Blessed is he that ___________, and they that hear the words of this prophecy, and __________ __________ __________which are written therein: for the time is at hand.
It is not necessary to suppose that the meaning is that all that there is in the book was soon to happen. It may mean that the series of events which were to follow on in their proper order was soon to commence, though it might be that the sequel would be remote. The first in the series of events was soon to begin, and the others would follow on in their train, though a portion of them, in the regular order, might be in a remote futurity. If we suppose that there was such an order; that a series of transactions was about to commence involving a long train of momentous developments, and that the beginning of this was to occur soon, the language used by John would be that which would be naturally employed to express it. Thus, in case of a revolution in a government, when a reigning prince should be driven from his kingdom, to be succeeded by a new dynasty which would long occupy the throne, and involving as the consequence of the revolution important events extending far into the future, we would naturally say that these things were shortly to occur, or that the time was near.(Barnes' Notes on the New Testament)
(1) Blessed is he who reads and (2) those who hear the words of the (3) prophecy, and heed the things which are written in it; for the time is (4) near.
1. Blessed…reads = This is the first of seven beatitudes in the Revelation (1:3; 14:13; 16:15; 19:9; 20:6; 22:7, 14). John first indicates that the person who reads the book aloud is blessed. The seven churches would have used this format when they first received the letter from John. There would be one copy, which the synagogue leader would read. Scripture commands the public reading of the word of God (1 Tim 4:13).
Blessed and holy is he that hath part in__________ __________ __________: on such the second death hath no power, but they shall be _________of God and of Christ, and shall reign with him a thousand years.
1 Timothy 4:13
Till I come, give _________ __________ __________, to exhortation, to doctrine.
Give attendance to reading. The word here used may refer either to public or to private reading. The more obvious interpretation here is to refer it to private reading, or to a careful perusal of those books which would qualify him for his public work. The then written portions of the sacred volume --the Old Testament--are doubtless specially intended here, but there is no reason to doubt that there were included also such other books as would be useful, to which Timothy might have access.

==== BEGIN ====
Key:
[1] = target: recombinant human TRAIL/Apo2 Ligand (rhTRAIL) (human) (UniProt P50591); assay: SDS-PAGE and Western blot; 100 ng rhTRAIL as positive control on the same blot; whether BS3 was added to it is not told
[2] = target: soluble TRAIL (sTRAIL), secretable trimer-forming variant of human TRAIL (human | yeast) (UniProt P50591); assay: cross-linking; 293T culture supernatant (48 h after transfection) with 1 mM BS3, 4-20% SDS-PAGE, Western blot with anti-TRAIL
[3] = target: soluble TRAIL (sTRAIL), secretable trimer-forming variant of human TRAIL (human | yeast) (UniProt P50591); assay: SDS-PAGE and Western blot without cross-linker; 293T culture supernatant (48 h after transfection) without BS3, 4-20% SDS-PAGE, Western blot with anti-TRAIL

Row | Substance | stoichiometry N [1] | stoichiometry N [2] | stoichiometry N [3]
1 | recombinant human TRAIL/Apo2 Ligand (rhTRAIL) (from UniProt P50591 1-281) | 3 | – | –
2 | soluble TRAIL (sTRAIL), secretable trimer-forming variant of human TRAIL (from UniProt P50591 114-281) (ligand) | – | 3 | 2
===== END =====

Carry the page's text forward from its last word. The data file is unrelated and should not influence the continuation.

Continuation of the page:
2. Those…hear…heed = Not only is the public reader blessed, but so is the hearer and doer. The original Greek indicates that one must be both a hearer and a doer in order to be blessed.
Because Jesus Christ comes as Judge of all the earth, those who hear and heed the message will be blessed. But those who do not hear and heed will suffer. The only exception is the one third part of Israel that suffers, but survives Daniel’s 70th Week and is then saved and goes into the millennial kingdom on earth (Dan. 9:24; Romans 11:25-26).
Seventy weeks are determined upon thy people and upon thy holy city, to finish the transgression, and to make an end of sins, and to make __________ __________ __________, and to bring in everlasting righteousness, and to seal up the vision and prophecy, and to anoint the most holy.
Seventy weeks are determined upon thy people, and the city of thy sanctuary:That sin may be restrained, and transgressions have an end;That iniquity may be expiated, and an everlasting righteousness brought in;That visions and prophecies may be sealed up, and the Holy of holies anointed (Adam Clark Commentary)
3. Prophecy = While the Revelation is apocalyptic in nature, it is primarily prophetic. This is John’s designation for the Revelation by Jesus Christ—prophecy. The reader at this point must make a hermeneutical decision concerning the interpretation of God’s revelation of His Son. The apocalyptic nature of the book must not over shadow the fact that this is a prophecy. The highly figurative nature of the book does not mean that the literal referent cannot be known. Neither are we free to guess the literal referent. Daniel 7 provides the hermeneutical example for how the book is to be interpreted. We will look at this matter later.
4. Near = eggus (Greek adverb) It can describe time or space. The fact that eggus is used with kairos (time), a technical eschatological term that refers to that time when the kingdom will come, means John is using eggus in a spatial sense. John does not indicate that he has personal knowledge of the exact date of the arrival of the kingdom. Therefore, he could not state whether the kingdom was soon to come or not. Rather, the kingdom is the next event on the agenda of God for the faithful believer. How much time will elapse before the kingdom comes is not known? John uses the uncertainty to motivate his audience to hear and heed the prophecy.
Peter’s sermon on the day of Pentecost indicated that the coming of the Holy Spirit is a mark of the "last days." We are presently living in the "last days." Thus, the literal physical reign (kingdom) of God is the next event on the agenda of God. It is near.
1. According to Barnes it is completely necessary to suppose that the meaning is that all there is in the book was soon to happen. (True or False)
2. Those that read and hear will be blessed regardless of whether they take heed or not. (True or False)
3. Those who do not hear and take heed will suffer. (True or False)
4. Although the Book of Revelations is apocalytic in nature, it is primarily prophetic. (True or False)
5. The apocalytic nature of the book must not over shadow that this book is a prophecy. (True or False)